Guardianship, of course, is neither a concept unique to China, nor to China’s Mental Health Law; and Chinese Law provides detailed procedures for the appointment of guardians, which are articulated in its Civil Procedure Law (CivPL) and General Principles of the Civil Law (GPCL).   Chinese law allows that only minors have guardians except pursuant to a finding that an adult lacks, or has limited, civil competence.  (GPCL 11).  A mentally ill person lacks civil competence when he is unable to recognize the nature of his actions, and he is considered to have limited civil competence if he can only partially recognize his conduct.  (GPCL 13).   This determination is made by a court following a court hearing (GPCL 187-189); and to ensure protection of  the potential ward’s rights, he must be represented at this hearing by someone other than the potential guardian (GPCL 189) and have the opportunity to challenge the continued need for a guardian in the future (GPCL 190).

Unfortunately, the Mental Health Law uses its own definition of guardian, namely “persons who may assume the role of guardian as provided in the relevant provisions of the General Principles of the Civil Law. ”(MHL 83, emphasis added[iv]).  GPCL Article 17, in turn provides that the following categories of person, in order of priority, are eligible to be guardians for mentally ill persons who lack or have limited civil capacity: spouses, parents, adult children, close relatives, any other relative or friend who is willing and has been approved by the person’s workplace or residential or village committee, or even the workplace or basic level committee itself where there is a dispute over who should be appointed guardian.  Taken on its face, this list is already anachronistic in its inclusion of workplaces and basic level committees, and is already problematic in its ignoring the will of the ward, but when any person who may be a guardian under this law is granted the rights given guardians in the MHL, the problem is multiplied exponentially.  The list is essentially one of all persons who share interests with the ward and thus the people most likely to be concerned with caring for him, but unfortunately, also the people most likely having something to gain by dominating him.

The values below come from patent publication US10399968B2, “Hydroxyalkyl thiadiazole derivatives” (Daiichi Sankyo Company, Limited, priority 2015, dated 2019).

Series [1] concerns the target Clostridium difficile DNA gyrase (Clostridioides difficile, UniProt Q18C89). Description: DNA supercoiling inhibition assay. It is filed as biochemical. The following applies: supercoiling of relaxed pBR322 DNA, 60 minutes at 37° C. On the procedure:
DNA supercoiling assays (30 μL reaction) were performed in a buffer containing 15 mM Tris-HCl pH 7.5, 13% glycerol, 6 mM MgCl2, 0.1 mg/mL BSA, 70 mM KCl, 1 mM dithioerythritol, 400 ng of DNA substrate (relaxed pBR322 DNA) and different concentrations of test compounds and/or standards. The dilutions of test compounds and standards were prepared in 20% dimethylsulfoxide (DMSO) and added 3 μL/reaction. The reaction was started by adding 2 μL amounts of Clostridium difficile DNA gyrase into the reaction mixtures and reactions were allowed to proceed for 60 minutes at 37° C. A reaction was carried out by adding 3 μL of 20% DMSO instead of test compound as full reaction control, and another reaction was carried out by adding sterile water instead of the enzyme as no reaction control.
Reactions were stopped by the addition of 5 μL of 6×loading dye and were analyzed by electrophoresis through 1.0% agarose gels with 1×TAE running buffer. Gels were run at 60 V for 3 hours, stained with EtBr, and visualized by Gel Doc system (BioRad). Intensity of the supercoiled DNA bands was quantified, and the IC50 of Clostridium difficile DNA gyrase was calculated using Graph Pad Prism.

There are undoubtedly those who will argue that this a misunderstanding or mistranslation of the law, and that the MHL intends to embrace the standard meaning of guardian as used in Chinese civil law, with its minor but not devastating problems.  If so, this is a welcome interpretation, but it leaves several questions.  First, why define guardian at all if there is no meaning unique to this law?  Second, why phrase the definition with the conditional “may” rather than defining guardians as persons ‘having been appointed by a court’ to be a guardian?  Finally, why not contain procedures for verifying guardianship, at least in cases where the residential treatment is contested?  Most likely, having a person to act as guardian was seen as useful to the quick diagnosis and treatment of patients, and this type of medical concern was more visible to the drafters than legal protections.

Comparison and Review: A step back to view the entire system


CPL and Accompanying Interpretations


Target of Procedure:Mentally Ill Persons not Bearing Criminal Responsibility Under LawPersons with Severe Mental Disorders
Standard for Involuntary Commitment:
  • Unable to recognize or control own conduct
  • Has committed a violent crime with serious consequences
  • Poses continued threat to society and citizens’ physical safety


  • serious deficits in abilities like social adjustment, an incomplete understanding of his own well-being or of objective reality, or an inability to handle his own affairs